“So Nathan, tell me what you do for a living?”
“Well, I’m a consultant.”
“A consultant? But what do you actually do?”
This is a typical conversation whenever I meet anyone new – and not just me, but for most folks in my profession. I don’t know why, but it’s always been a little tricky to explain what, in fact, I do for a living. “I solve problems,” or “I help people clarify what they want,” or “I build management solutions” are typical responses. A past employer taught us to say, “I help clients move from issue to outcome, with pace, certainty and strategic agility.”
The truth is that I help management understand their needs and then help build solutions to meet those needs. Since my specialty is organizational and talent development, the types of needs I address are usually related to the people and leadership side of organizations. My colleagues in other specialties do the same thing, but with finance, marketing, customers, supply chains, technology or countless other areas.
Whether you are officially a “consultant” or are a specialist, program manager, project manager or just plain responsible for some type of organizational change, I’d like to introduce you to a basic consulting methodology. I often tell college students in a class I facilitate to “think like a consultant” and I believe this methodology can assist just about everyone. Here are the basic components with a basic synopsis for each one.
The first step with any new project is get the requirements. Whether your client or boss wants a new management program or a new software program, you need to figure out what specifications must be included. If you are tasked with building a new car, you need to know the requirements for fuel efficiency, safety features, speed, cost, and many other variables before you even think about beginning. For a people program, you need to know who will be a part of the program, budget, and desired outcomes of their experience – among other things. Once you get the requirements, you need to do what is referred to as “gap analysis” – which means you determine the current state and how it measures up with the desired future state. The solution will bridge the gap.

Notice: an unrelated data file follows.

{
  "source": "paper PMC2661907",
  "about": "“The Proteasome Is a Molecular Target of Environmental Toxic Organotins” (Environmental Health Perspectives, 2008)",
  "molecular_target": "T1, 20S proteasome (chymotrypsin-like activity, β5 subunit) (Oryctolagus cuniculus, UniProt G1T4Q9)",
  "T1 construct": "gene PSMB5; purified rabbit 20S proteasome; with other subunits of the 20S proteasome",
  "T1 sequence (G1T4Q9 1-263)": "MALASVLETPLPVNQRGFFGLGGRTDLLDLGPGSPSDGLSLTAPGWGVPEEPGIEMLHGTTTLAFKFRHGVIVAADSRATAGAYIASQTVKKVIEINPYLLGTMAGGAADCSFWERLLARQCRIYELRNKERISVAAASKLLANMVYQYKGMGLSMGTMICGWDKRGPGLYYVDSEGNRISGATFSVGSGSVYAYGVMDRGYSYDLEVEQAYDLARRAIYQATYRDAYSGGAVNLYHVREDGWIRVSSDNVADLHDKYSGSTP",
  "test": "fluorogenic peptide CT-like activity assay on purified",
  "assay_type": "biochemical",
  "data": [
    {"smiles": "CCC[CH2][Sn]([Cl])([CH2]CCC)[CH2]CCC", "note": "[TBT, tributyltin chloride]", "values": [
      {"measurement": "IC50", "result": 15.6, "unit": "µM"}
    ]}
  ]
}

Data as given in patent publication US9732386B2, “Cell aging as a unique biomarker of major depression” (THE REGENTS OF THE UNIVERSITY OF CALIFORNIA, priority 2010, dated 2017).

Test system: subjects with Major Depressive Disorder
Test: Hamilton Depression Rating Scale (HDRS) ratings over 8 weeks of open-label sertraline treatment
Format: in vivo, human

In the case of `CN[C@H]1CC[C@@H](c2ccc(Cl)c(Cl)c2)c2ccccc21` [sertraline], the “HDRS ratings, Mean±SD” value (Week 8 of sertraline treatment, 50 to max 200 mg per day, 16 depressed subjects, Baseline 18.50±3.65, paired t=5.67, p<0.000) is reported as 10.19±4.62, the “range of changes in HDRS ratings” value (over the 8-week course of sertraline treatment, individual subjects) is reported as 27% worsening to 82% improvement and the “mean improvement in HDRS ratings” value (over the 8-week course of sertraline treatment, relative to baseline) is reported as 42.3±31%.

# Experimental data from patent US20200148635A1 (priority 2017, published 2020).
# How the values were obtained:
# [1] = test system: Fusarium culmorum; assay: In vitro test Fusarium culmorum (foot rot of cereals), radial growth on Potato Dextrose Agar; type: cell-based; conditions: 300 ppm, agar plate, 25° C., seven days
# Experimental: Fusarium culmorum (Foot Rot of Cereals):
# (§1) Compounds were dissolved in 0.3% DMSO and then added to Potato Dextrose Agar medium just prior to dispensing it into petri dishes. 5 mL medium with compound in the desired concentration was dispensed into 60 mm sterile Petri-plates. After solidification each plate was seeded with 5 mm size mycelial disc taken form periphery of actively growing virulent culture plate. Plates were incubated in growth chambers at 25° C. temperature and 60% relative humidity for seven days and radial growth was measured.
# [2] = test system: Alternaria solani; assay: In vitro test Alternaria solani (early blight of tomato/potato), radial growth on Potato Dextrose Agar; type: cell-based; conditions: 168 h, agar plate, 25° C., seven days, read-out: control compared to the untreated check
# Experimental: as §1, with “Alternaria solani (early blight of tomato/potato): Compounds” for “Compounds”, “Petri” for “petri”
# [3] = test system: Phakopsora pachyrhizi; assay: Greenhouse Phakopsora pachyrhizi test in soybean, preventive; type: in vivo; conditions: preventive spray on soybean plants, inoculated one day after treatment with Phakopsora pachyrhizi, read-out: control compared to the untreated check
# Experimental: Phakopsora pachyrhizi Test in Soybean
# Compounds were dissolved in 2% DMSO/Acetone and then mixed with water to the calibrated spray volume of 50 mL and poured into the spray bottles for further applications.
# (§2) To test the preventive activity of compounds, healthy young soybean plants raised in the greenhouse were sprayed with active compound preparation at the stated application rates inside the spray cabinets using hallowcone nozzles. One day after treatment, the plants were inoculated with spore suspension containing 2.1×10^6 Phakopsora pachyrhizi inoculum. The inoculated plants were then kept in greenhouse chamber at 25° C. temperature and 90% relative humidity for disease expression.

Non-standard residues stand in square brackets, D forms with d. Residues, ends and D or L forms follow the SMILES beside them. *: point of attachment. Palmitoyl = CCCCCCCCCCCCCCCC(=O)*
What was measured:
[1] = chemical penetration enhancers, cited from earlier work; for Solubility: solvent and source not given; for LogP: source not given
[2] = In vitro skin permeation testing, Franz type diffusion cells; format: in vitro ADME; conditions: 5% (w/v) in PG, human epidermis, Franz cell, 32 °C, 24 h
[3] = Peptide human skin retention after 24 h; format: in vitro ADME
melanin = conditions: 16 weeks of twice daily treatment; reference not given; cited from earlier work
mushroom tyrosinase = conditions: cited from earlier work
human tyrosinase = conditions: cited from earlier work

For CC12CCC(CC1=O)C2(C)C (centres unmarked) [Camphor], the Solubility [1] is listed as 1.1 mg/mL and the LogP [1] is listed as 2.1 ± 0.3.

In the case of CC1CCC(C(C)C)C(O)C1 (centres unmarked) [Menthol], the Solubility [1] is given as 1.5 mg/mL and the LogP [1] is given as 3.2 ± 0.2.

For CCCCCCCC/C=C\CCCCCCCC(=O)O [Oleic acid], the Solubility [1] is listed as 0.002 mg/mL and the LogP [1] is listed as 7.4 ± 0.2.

At this point, you’ll need to develop a basic approach plan that proposes such elements as options for potential solutions, steps you plan to take to build the solution, costs, timelines, and additional resources or people who will need to be involved. The main client will then provide input or make the necessary management decisions – and then you can proceed.
The penalties for skipping the Analyze phase are monumental: high probability of wasted effort, wasted time, wasted resources, rework, missed deadlines, broken promises, loss of engagement, cost overages and client (or customer) ire.